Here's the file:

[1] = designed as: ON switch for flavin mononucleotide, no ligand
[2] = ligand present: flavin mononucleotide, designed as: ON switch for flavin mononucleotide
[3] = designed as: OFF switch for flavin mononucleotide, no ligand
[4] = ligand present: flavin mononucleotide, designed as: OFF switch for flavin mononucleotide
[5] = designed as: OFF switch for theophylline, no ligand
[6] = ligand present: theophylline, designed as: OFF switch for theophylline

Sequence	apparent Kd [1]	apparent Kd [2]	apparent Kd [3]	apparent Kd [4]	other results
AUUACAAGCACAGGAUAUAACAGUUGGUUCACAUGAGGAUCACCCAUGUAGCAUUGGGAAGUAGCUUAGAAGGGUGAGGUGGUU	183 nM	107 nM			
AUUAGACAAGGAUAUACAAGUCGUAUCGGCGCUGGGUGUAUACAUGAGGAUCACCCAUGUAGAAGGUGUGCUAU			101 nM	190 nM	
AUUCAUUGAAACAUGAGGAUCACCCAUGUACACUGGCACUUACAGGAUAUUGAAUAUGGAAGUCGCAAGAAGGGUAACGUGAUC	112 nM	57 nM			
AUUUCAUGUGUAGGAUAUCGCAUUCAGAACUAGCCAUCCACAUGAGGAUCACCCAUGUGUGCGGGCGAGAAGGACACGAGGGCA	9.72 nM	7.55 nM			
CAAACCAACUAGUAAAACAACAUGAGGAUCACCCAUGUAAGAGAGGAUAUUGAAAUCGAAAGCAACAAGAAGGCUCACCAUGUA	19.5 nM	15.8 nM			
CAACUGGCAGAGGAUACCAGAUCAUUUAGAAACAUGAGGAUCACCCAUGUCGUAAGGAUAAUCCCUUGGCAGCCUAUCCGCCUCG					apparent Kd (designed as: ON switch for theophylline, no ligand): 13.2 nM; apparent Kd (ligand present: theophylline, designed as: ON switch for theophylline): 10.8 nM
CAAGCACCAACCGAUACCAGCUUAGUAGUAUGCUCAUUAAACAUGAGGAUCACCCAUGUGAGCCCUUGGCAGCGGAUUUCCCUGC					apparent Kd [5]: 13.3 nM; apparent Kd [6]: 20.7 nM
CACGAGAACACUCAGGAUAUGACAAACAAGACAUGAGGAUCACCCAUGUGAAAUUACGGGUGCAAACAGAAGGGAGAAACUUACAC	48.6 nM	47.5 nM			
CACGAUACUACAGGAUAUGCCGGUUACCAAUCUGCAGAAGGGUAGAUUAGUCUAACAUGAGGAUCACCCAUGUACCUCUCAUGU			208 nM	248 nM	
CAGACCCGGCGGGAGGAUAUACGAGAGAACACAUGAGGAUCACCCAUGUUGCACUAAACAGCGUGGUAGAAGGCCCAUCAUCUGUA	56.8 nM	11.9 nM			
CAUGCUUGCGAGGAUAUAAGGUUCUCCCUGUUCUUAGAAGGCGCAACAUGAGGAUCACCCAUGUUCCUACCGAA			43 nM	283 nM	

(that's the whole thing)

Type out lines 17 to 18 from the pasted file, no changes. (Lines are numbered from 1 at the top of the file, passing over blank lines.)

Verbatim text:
CAGACCCGGCGGGAGGAUAUACGAGAGAACACAUGAGGAUCACCCAUGUUGCACUAAACAGCGUGGUAGAAGGCCCAUCAUCUGUA	56.8 nM	11.9 nM			
CAUGCUUGCGAGGAUAUAAGGUUCUCCCUGUUCUUAGAAGGCGCAACAUGAGGAUCACCCAUGUUCCUACCGAA			43 nM	283 nM	